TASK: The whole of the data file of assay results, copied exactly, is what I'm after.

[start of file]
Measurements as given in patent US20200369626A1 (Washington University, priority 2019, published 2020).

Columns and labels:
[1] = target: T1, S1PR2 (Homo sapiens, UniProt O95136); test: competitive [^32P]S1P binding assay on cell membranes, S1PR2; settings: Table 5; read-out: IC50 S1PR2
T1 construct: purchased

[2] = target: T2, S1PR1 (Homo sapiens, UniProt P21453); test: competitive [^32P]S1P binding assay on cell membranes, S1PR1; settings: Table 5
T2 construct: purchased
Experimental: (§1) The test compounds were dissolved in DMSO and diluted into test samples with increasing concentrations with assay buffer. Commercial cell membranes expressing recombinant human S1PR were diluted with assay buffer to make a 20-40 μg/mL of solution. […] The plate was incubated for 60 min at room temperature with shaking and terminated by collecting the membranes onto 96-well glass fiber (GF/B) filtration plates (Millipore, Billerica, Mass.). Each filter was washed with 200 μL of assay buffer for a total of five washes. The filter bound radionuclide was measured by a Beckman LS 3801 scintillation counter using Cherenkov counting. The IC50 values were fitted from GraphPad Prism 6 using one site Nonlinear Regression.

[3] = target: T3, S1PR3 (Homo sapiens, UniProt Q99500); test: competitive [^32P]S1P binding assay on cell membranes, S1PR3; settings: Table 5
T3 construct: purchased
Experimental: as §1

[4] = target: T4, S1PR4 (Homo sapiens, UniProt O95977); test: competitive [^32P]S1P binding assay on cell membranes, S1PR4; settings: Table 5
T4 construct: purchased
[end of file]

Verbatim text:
Measurements as given in patent US20200369626A1 (Washington University, priority 2019, published 2020).

Columns and labels:
[1] = target: T1, S1PR2 (Homo sapiens, UniProt O95136); test: competitive [^32P]S1P binding assay on cell membranes, S1PR2; settings: Table 5; read-out: IC50 S1PR2
T1 construct: purchased

[2] = target: T2, S1PR1 (Homo sapiens, UniProt P21453); test: competitive [^32P]S1P binding assay on cell membranes, S1PR1; settings: Table 5
T2 construct: purchased
Experimental: (§1) The test compounds were dissolved in DMSO and diluted into test samples with increasing concentrations with assay buffer. Commercial cell membranes expressing recombinant human S1PR were diluted with assay buffer to make a 20-40 μg/mL of solution. […] The plate was incubated for 60 min at room temperature with shaking and terminated by collecting the membranes onto 96-well glass fiber (GF/B) filtration plates (Millipore, Billerica, Mass.). Each filter was washed with 200 μL of assay buffer for a total of five washes. The filter bound radionuclide was measured by a Beckman LS 3801 scintillation counter using Cherenkov counting. The IC50 values were fitted from GraphPad Prism 6 using one site Nonlinear Regression.

[3] = target: T3, S1PR3 (Homo sapiens, UniProt Q99500); test: competitive [^32P]S1P binding assay on cell membranes, S1PR3; settings: Table 5
T3 construct: purchased
Experimental: as §1

[4] = target: T4, S1PR4 (Homo sapiens, UniProt O95977); test: competitive [^32P]S1P binding assay on cell membranes, S1PR4; settings: Table 5
T4 construct: purchased